Jessica Shaw, 22, and her sister both tested positive for a cancer gene, and decided to have double mastectomies.
"Since I was 10 years old, I knew there was a chance that would be a decision I would have to make," Shaw said.
Up until six months ago, Shaw had an 85-percent chance of developing breast cancer. Like her older sister and her mother before her, Shaw's a carrier of the gene that makes it all but certain she will develop the disease. Shaw's mother, Vicki, was diagnosed when she was just 36.
"Like someone flips a light switch. One day everything is fine, and the next day you're faced with considering the possibility of losing your life over this," Vicki Shaw, cancer survivor, said.
Vicki Shaw survived, and both her daughters got gene tested at 18. When their test came back positive, both made the radical decision to undergo a preventive double mastectomy with reconstruction.
"I remember waking up from surgery, just having that sense of relief. Like, the decision is made, it's over and now I'm in control of my health again," Shaw said.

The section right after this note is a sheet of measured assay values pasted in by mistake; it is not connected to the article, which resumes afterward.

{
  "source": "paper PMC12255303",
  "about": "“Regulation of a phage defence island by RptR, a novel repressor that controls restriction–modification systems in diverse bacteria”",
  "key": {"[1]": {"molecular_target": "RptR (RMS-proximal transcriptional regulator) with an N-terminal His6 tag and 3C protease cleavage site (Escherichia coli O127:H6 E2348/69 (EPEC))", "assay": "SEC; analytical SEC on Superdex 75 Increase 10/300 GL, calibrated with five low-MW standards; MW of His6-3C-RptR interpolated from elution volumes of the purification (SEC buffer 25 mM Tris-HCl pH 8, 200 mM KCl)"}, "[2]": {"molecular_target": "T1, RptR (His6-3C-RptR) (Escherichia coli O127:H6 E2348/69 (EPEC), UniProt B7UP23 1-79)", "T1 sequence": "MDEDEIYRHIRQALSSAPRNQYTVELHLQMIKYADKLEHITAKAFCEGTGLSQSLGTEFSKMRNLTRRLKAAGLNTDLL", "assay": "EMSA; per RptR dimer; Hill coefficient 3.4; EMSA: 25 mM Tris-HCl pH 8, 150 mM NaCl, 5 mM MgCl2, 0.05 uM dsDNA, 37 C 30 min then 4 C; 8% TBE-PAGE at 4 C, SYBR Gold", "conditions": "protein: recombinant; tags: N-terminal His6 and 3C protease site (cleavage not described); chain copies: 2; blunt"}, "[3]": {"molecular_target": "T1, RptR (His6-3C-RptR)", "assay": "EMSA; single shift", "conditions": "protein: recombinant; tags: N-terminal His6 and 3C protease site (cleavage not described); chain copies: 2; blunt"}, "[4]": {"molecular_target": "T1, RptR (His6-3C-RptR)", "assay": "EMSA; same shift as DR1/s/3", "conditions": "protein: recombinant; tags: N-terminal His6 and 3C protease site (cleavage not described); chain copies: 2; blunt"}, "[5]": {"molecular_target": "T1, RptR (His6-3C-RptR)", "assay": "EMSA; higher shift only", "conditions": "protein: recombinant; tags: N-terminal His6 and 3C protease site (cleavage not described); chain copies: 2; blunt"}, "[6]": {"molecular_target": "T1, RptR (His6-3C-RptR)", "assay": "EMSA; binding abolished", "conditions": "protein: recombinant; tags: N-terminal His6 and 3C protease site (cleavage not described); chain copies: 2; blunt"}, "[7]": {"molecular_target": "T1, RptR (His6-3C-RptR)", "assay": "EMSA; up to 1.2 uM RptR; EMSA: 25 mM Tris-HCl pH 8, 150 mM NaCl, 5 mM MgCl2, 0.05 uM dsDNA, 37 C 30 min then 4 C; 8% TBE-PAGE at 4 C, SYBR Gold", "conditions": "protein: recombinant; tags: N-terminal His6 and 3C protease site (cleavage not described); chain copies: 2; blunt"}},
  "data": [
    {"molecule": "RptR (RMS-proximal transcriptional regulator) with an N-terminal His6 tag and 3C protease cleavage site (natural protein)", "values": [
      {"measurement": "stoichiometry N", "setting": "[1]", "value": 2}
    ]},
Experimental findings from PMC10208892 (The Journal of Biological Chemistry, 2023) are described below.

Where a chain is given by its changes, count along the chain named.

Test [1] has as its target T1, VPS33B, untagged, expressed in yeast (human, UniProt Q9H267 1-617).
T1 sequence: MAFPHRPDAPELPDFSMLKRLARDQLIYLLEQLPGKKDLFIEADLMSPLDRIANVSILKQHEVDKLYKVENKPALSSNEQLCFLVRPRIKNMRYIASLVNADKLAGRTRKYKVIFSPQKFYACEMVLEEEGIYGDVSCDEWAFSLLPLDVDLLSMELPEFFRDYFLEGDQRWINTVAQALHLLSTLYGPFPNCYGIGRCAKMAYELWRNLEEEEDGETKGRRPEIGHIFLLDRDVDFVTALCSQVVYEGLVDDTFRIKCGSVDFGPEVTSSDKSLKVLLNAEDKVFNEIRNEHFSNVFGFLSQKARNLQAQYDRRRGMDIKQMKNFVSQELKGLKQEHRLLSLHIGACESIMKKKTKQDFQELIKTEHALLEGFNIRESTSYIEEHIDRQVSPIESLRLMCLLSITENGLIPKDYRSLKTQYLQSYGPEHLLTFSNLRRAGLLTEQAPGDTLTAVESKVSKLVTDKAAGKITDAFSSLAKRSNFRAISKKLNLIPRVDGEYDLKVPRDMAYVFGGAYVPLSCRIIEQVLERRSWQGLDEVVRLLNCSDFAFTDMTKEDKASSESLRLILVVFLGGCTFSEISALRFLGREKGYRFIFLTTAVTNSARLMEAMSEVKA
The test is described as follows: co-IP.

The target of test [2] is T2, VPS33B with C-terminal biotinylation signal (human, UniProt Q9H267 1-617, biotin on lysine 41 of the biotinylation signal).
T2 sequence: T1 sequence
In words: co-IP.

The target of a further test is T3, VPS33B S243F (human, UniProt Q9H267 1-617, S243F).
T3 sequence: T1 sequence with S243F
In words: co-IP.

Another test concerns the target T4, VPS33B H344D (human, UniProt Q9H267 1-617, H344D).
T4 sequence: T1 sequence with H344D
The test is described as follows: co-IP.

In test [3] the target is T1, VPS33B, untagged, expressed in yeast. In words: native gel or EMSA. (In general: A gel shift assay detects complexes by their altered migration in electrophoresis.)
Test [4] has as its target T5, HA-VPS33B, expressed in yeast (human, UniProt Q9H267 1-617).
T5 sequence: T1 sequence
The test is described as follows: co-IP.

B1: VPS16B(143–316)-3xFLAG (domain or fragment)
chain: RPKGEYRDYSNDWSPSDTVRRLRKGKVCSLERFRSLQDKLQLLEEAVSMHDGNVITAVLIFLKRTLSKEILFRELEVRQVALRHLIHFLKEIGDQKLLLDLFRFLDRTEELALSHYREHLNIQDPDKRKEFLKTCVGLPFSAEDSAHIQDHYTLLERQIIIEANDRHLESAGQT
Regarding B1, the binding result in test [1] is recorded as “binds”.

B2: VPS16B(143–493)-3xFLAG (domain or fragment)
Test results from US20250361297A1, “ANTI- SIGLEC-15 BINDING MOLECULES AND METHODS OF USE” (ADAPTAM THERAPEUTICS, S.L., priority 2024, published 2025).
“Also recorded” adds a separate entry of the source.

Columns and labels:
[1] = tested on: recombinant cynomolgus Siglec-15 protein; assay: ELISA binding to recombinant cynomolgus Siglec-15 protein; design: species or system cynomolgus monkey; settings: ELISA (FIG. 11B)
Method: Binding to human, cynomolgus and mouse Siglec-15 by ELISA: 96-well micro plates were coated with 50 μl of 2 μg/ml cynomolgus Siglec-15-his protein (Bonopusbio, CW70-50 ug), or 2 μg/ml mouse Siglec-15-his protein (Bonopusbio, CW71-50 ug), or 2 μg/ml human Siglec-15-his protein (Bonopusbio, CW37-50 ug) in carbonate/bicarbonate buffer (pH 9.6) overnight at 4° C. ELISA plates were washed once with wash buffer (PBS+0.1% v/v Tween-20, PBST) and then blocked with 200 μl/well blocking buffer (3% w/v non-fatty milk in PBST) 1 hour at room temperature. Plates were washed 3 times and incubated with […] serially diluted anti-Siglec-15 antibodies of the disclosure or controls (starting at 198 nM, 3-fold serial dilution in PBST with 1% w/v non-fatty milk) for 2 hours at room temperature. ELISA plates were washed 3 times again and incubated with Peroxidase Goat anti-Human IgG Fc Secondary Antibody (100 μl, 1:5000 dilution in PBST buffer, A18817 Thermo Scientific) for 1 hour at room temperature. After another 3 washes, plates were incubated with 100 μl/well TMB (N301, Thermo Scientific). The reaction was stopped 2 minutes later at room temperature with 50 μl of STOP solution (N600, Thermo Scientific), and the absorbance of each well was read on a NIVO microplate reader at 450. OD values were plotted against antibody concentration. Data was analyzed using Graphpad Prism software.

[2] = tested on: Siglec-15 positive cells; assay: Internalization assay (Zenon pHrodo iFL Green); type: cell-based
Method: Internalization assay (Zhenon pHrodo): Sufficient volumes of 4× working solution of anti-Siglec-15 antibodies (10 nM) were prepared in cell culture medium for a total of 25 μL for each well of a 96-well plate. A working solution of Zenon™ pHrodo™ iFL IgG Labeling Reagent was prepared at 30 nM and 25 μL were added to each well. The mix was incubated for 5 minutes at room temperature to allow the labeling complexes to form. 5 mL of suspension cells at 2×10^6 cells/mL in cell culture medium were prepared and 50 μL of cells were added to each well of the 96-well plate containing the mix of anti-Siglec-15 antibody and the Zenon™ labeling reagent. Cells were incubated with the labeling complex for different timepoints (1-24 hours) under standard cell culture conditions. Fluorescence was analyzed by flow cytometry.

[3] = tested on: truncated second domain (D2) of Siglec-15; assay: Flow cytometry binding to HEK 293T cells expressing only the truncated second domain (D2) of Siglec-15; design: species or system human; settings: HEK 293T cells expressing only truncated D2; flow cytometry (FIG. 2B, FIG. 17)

She is first to admit the decision was not an easy one.
"There are a lot of emotional downsides to it. A lot of times you question, 'Oh gosh, what have I done to my body?' It's a very awkward process," Shaw said.
Shaw admits the surgery isn't for everyone, but said she and her sister, Heather, felt it was their best option. Heather Shaw had her surgery six months before Jessica Shaw did.
"I was sitting there thinking I could have a cell of cancer in my body right now for all I know," Shaw said.
"I'm grateful that they were able to do something proactive to lower that extremely high risk of getting breast cancer and potentially going through what I had to go through," Vicki Shaw said.
Shaw's reconstructive surgery took place in March, just in time to enjoy her last spring break as a college student. She graduated from Purdue University last week.
"I feel great. It's a great feeling to know that I just graduated from college and I get to move on in perfect health," Shaw said.